ECBAWM won a landmark ruling in Breest v. Haggis. ECBAWM represents a young woman named Haleigh Breest in a case alleging that she was raped and sexually assaulted by the director Paul Haggis. In a legal filing, Haggis swore under oath that he had not had intercourse with Breest. But he refused to give a sample of his DNA to compare to the sample left in Breest’s tights. Justice Robert R. Reed of the New York Supreme Court ruled that Haggis had to provide his DNA because, if it matched the DNA on the tights, it could help prove Breest’s claim of rape and rebut Haggis’s denial of intercourse. “This is an important decision by the court. We believe it is the first case of the #MeToo era to order disclosure of DNA evidence,” said Breest’s lawyer, Zoe Salzman.
City & State New York named ECBAWM Co-Founder Jonathan S. Abady to its inaugural Law Power 50, a list of the 50 most influential lawyers in New York State. The list considers each lawyer’s achievements, track record and political influence. Click here to view City & State’s list.
Jonathan S. Abady has been selected by City & State NY as one of New York’s 50 Most Distinguished People Over 50. City & State NY’s power lists have been a long standing institution in New York. This year was the organization’s fourth annual 50 Over 50 list. The issue honors top professionals from government relations, advocacy, academia, media, business and more.
CBS news program “48 Hours” presented an in-depth review of the fatal police shooting of Danroy “DJ” Henry, a PACE University student. The segment investigates the cause of the tragedy and includes interviews with DJ’s family, witnesses, DJ’s childhood friend, Brandon Cox, and others. Mr. Cox was seated beside DJ in the car when an officer shot into their vehicle, killing DJ, and wounding Mr. Cox. A link to the story can be found here.
ECBAWM has settled the 2016 Pennsylvania recount case brought by presidential candidate Jill Stein and Pennsylvania voters. The lawsuit challenged Pennsylvania’s use of paperless voting systems, as well as its byzantine, anti-voter recount procedures.
The settlement requires Pennsylvania to provide voter-verifiable paper ballots to all voters by 2020, and automatic, robust, statewide election audits by 2022.
“With this settlement, Pennsylvania will go from an election integrity backwater to a national leader,” said Ilann M. Maazel. “We will be watching closely to ensure Pennsylvania implements every one of these important election reforms.”
The Pennsylvania plaintiffs are represented by Ilann M. Maazel, Ali Frick, and Doug Lieb, as well as co-counsel Montgomery McCracken Walker & Rhoads. In addition, Jonathan Abady and Andrew G. Celli Jr. represented the overall Stein 2016 recount effort.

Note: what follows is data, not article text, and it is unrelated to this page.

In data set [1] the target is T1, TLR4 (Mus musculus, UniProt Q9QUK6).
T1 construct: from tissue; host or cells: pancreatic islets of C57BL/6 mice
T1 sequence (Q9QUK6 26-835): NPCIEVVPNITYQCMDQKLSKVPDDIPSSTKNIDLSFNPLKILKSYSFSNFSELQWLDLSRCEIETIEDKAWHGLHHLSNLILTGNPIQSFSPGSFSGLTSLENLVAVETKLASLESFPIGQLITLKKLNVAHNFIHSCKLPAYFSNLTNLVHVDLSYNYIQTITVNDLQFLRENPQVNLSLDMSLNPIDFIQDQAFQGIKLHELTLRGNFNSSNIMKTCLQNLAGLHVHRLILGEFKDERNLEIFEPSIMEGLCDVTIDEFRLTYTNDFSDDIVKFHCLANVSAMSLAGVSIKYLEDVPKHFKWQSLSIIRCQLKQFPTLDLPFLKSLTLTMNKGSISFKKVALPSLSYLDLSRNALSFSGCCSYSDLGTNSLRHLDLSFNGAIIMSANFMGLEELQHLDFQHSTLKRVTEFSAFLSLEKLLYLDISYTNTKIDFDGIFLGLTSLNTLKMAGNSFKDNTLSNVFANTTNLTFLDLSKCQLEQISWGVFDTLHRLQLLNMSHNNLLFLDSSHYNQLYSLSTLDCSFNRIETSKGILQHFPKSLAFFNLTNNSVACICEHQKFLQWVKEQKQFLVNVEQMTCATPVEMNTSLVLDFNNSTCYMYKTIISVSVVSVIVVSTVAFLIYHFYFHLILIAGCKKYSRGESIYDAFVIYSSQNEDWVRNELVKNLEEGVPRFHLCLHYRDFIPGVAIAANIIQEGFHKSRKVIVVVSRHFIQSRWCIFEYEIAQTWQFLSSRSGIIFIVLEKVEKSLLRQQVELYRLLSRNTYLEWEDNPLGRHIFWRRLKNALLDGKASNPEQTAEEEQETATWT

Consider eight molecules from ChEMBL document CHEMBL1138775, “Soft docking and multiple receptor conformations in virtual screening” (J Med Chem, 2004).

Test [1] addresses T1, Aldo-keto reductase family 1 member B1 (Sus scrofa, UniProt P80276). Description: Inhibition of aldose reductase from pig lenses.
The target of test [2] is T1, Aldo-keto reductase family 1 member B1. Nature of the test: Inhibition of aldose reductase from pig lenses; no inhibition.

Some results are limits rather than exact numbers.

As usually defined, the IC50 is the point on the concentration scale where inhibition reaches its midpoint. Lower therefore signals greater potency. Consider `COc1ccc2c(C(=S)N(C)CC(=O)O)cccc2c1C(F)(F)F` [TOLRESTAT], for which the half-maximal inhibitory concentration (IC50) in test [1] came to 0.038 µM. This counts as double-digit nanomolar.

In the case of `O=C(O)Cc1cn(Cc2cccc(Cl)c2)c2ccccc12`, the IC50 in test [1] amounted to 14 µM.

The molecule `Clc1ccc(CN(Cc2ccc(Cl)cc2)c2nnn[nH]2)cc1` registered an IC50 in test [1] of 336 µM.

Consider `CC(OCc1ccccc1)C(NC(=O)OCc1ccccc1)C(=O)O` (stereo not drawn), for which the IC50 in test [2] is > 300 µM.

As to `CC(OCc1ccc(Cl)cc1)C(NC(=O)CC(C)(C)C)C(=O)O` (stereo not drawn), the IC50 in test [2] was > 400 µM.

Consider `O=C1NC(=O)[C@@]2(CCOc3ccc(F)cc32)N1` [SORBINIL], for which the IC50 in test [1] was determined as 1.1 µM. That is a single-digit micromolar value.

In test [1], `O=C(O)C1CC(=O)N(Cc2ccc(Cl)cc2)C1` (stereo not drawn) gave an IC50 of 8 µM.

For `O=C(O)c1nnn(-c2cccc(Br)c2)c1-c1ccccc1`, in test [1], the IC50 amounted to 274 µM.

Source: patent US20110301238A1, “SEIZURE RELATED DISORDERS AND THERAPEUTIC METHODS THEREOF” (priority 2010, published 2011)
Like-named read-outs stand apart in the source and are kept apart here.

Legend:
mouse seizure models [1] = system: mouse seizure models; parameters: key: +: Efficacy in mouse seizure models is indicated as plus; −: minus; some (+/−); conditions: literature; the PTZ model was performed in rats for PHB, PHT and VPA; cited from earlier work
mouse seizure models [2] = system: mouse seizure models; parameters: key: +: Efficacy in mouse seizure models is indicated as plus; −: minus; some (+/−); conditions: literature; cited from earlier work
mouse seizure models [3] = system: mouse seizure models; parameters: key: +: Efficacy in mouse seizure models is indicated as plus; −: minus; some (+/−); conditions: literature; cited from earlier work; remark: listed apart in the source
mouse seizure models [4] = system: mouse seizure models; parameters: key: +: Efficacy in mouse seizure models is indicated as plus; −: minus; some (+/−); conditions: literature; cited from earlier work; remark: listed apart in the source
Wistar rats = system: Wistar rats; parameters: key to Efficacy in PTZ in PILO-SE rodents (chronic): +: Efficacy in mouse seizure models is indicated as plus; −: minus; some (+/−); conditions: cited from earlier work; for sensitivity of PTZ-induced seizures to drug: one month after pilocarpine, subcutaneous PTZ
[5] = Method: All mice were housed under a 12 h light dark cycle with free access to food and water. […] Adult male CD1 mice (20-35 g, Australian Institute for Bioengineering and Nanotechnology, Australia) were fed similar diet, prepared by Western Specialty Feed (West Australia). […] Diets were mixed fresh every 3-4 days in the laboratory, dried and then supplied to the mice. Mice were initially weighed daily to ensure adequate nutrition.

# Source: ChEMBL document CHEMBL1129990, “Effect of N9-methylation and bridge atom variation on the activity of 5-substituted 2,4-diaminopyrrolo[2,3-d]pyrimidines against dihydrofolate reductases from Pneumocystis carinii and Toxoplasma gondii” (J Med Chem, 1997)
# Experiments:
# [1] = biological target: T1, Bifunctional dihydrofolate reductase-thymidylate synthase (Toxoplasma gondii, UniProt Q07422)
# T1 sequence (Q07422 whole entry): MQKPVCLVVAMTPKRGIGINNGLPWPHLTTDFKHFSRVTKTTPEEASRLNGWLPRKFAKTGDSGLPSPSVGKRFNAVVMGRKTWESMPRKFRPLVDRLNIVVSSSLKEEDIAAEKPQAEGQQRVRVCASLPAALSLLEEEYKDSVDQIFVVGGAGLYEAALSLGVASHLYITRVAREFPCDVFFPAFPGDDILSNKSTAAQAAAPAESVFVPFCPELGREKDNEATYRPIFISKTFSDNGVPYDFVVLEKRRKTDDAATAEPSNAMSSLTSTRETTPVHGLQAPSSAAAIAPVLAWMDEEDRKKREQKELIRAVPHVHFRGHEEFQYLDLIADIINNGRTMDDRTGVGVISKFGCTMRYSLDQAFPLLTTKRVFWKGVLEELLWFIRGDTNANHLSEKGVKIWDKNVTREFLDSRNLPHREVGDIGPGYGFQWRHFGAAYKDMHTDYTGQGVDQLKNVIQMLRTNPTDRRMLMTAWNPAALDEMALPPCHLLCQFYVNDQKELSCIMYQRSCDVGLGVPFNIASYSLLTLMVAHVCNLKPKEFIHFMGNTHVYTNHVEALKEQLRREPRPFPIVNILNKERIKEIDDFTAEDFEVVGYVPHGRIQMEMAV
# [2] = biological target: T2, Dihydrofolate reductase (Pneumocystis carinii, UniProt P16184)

The settlement can be found here. The press release is here.
ECBAWM won a landmark ruling allowing a case for rape to proceed under New York City’s Victims of Gender Motivated Violence Protection Act. Justice Robert R. Reed denied the defendant’s motion to dismiss the case, holding that the complaint properly alleged all the elements of the claim.
The New York City Council passed the Act in 2000 to create a private right of action for victims of “gender motivated crimes of violence” like sexual assault and rape to sue their abusers in civil court. The Act also extends the statute of limitations to bring such cases to 7 years. Justice Reed’s ruling gives real meaning to the City’s Act and makes it a powerful and much needed tool for victims of sexual misconduct to seek justice in the courts.
The case is Breest v. Haggis, No. 161137/2017 (N.Y. Sup. Ct.).
Sixteen years after ECBAWM filed its first class action alleging a pattern and practice of brutality and poor training, discipline, and investigations of corrections officers at Rikers Island, Mayor De Blasio and the City Council have agreed to shut down Rikers Island once and for all. In 2001, ECBA filed the original lawsuit, Ingles v. Toro, with co-counsel Legal Aid Society and Sullivan & Cromwell. The case settled in 2003, but the settlement failed to reduce use of force by corrections officers on Rikers Island. As a result, in 2011, ECBAWM filed a new class action, Nunez v. City of New York, with co-counsel Legal Aid Society and Ropes & Gray, again alleging a pattern and practice of brutality and cover-ups by corrections officers at Rikers Island. Nunez, and a parallel Department of Justice lawsuit, settled in 2015, resulting in thousands of new cameras, a federal monitor, and other sweeping reforms at Rikers. The case also brought to light the fundamental inhumanity and unfairness of the entire institution.